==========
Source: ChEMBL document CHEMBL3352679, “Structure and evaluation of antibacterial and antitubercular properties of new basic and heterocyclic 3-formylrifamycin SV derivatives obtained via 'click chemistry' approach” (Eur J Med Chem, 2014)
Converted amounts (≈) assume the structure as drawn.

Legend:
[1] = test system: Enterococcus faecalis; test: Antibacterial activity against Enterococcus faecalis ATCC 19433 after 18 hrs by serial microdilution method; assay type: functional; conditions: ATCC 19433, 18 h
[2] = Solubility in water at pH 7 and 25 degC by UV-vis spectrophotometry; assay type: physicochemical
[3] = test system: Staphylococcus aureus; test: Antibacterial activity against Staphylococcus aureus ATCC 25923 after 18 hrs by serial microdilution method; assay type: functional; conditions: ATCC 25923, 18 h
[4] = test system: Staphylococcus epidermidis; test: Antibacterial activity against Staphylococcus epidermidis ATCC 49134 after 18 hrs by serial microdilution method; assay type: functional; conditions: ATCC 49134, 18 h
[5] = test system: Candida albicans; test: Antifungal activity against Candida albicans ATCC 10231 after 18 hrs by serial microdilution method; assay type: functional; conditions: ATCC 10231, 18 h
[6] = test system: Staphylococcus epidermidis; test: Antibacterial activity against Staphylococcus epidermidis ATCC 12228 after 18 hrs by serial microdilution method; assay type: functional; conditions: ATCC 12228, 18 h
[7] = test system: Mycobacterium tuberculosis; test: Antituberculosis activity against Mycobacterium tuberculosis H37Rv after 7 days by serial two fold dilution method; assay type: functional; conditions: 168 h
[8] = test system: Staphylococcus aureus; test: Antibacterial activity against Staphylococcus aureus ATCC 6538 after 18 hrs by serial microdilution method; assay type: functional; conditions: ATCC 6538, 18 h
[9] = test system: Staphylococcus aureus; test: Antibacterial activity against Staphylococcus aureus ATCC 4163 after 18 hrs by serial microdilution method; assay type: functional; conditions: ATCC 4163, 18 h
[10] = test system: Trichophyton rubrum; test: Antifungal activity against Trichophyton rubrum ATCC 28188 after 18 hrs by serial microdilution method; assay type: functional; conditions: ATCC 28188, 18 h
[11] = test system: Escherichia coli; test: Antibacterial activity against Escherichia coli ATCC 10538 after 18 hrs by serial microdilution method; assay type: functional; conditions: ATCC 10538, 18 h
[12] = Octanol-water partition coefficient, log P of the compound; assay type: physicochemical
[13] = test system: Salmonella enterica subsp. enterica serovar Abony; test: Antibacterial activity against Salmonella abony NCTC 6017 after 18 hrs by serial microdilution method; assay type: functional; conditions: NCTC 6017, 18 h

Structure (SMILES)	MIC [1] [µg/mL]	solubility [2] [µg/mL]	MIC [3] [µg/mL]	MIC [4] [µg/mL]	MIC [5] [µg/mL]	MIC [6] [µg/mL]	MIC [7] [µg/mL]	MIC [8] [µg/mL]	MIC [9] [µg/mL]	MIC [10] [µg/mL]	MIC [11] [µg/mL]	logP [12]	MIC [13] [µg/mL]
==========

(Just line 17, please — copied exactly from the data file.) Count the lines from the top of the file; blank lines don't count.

Structure (SMILES)	MIC [1] [µg/mL]	solubility [2] [µg/mL]	MIC [3] [µg/mL]	MIC [4] [µg/mL]	MIC [5] [µg/mL]	MIC [6] [µg/mL]	MIC [7] [µg/mL]	MIC [8] [µg/mL]	MIC [9] [µg/mL]	MIC [10] [µg/mL]	MIC [11] [µg/mL]	logP [12]	MIC [13] [µg/mL]